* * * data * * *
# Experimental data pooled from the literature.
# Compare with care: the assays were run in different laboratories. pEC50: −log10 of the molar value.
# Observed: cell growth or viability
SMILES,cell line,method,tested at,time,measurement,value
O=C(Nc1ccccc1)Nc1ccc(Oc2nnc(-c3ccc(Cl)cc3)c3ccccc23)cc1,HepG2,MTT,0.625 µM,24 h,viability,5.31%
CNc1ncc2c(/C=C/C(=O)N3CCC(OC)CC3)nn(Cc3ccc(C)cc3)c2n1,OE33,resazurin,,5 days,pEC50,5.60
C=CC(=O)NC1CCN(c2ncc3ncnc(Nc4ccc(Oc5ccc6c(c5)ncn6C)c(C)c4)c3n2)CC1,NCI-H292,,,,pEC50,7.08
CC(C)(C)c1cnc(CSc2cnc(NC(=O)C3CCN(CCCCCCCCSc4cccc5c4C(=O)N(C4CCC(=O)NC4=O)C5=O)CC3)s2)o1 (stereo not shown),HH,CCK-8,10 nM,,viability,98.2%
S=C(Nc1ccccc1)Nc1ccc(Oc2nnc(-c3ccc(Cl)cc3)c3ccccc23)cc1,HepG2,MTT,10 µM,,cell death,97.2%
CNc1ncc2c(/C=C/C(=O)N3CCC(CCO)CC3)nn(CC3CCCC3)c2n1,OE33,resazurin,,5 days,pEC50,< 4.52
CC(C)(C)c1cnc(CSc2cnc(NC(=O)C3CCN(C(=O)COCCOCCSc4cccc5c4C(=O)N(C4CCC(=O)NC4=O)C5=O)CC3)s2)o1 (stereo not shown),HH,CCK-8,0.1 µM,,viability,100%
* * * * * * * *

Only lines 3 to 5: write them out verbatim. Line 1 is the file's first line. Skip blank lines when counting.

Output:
# Observed: cell growth or viability
SMILES,cell line,method,tested at,time,measurement,value
O=C(Nc1ccccc1)Nc1ccc(Oc2nnc(-c3ccc(Cl)cc3)c3ccccc23)cc1,HepG2,MTT,0.625 µM,24 h,viability,5.31%